In a conference room overlooking Music Row, they talked about the tradition of deeply felt, slowly unfolding pop, country, soul and R&B ballads and duets they're tapping into, the connections they see between the performing styles and gracious personas of predecessors and how they've repositioned themselves professionally with all of that in mind.
This interview has been edited for length and clarity.
Jewly Hight: When you've gone back to the archives, what have you found that's especially useful or inspiring to you?
Tanya Trotter: Well, we've been definitely studying Kenny Rogers and Dottie West and Dolly Parton and Ashford and Simpson.
Michael Trotter Jr.: Are you tired of those records yet? Are you tired of me playing them all the time?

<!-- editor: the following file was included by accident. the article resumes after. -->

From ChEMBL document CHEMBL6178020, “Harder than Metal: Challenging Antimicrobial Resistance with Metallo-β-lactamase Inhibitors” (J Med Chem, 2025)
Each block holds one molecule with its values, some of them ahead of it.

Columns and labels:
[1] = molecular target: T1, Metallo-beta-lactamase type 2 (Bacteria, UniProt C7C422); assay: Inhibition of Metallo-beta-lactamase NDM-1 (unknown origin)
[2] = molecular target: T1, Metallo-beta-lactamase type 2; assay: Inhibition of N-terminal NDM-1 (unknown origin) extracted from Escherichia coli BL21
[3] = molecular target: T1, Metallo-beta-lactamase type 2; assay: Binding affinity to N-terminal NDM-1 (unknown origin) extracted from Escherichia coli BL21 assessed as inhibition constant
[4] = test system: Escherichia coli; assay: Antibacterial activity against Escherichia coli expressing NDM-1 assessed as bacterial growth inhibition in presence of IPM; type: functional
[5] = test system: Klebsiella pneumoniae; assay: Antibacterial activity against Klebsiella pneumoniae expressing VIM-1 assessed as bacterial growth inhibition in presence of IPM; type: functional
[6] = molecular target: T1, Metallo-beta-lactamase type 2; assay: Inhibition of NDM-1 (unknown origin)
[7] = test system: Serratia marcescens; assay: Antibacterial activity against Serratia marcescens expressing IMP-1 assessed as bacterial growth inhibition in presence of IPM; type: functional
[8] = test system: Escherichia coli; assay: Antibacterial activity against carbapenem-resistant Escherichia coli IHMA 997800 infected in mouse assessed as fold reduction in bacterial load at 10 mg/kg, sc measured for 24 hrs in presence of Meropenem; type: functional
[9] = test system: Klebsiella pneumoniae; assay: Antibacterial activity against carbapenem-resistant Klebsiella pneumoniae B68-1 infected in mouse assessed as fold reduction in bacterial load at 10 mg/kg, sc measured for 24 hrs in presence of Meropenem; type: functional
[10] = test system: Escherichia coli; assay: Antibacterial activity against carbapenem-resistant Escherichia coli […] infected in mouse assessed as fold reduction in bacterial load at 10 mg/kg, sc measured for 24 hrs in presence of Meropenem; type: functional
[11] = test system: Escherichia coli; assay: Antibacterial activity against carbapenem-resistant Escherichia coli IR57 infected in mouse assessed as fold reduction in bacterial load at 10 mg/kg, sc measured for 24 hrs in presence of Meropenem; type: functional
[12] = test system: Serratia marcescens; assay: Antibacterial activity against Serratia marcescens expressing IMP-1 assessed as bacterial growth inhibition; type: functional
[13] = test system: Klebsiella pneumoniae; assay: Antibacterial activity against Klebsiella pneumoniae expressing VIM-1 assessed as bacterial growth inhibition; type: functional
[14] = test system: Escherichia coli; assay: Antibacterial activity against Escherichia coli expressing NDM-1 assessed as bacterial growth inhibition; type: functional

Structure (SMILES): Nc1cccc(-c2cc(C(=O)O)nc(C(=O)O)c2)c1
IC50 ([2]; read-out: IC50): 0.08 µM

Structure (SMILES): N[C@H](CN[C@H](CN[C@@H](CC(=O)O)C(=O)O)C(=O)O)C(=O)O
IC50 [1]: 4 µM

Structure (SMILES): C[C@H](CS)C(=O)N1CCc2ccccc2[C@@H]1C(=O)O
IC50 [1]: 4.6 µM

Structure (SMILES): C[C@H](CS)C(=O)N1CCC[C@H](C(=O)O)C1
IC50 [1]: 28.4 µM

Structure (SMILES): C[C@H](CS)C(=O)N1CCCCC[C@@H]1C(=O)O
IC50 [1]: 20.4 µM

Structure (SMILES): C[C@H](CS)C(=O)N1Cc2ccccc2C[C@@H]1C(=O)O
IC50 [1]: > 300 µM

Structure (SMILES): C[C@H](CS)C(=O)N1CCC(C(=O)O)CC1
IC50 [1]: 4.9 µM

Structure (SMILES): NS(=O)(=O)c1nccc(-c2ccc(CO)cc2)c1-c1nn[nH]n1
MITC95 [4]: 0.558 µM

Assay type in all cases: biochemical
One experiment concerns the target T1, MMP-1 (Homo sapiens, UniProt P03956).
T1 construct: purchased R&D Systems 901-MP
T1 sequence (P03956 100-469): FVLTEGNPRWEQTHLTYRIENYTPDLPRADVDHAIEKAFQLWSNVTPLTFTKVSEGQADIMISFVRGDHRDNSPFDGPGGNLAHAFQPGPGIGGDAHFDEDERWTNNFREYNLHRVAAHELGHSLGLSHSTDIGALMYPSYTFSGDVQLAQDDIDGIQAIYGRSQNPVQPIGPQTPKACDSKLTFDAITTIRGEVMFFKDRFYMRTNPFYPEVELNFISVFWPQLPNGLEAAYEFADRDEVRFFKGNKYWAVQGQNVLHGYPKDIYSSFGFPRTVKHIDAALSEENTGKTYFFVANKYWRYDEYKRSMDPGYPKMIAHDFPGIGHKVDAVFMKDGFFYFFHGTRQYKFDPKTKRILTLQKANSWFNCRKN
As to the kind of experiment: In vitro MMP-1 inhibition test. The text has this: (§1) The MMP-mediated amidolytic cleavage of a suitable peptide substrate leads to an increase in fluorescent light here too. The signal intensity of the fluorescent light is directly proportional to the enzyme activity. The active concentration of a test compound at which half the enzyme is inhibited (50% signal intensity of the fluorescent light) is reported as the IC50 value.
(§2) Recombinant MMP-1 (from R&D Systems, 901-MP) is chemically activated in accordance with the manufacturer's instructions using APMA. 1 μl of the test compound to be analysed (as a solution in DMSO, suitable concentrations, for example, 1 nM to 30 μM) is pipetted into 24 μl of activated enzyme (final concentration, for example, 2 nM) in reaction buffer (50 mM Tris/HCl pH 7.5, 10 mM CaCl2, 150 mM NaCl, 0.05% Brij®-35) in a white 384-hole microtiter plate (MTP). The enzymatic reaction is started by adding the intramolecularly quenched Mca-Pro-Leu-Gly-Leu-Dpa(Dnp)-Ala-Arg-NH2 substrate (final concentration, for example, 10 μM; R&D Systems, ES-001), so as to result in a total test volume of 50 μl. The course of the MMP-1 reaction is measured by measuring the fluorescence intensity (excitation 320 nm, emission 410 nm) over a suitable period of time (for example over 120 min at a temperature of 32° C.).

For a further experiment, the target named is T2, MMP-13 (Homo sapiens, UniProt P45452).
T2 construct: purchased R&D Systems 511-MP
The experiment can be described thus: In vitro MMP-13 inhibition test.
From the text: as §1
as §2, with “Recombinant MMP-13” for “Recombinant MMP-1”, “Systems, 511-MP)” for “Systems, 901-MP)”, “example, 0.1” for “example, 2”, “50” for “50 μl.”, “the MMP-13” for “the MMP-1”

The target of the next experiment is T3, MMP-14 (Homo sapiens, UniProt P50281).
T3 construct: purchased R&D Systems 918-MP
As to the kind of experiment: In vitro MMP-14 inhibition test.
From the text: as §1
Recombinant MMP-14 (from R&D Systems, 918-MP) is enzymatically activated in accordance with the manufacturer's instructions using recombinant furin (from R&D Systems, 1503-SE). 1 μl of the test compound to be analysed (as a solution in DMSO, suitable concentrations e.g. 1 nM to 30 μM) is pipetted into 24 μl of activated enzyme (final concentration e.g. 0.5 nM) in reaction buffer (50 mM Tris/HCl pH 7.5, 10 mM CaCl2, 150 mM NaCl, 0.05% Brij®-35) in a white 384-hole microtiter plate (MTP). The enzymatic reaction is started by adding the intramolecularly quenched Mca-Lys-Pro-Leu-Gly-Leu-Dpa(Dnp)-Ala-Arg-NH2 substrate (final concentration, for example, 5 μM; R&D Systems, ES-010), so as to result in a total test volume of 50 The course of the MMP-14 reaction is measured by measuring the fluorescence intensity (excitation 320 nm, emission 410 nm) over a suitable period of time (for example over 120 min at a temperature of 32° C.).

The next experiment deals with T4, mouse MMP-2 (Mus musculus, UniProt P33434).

Tanya: I'm not! What I love about all of the people that we are studying is that they were kind people. I think that that transcends your talent. A lot of times, when you look at this person on an interview, that same energy transitions into their sound, whether it's the joy of Tina Turner — watching her interview, the smile, the energy, the overcoming, the resilience — you see that on stage. Whether it's the class and the love that Kenny Rogers has for his wife. You feel that when you see his performance on stage. Ashford and Simpson, we had an opportunity to meet Valerie Simpson. I've met her before, but to see her with her husband and the connection that was there, then to see the missing piece gone and her still having the wherewithal to keep the legacy going. We've been studying that. Michael plays the music over and over and over again. He even started dressing like Kenny Rogers for one show. I was like, "Okay I think we're going too far."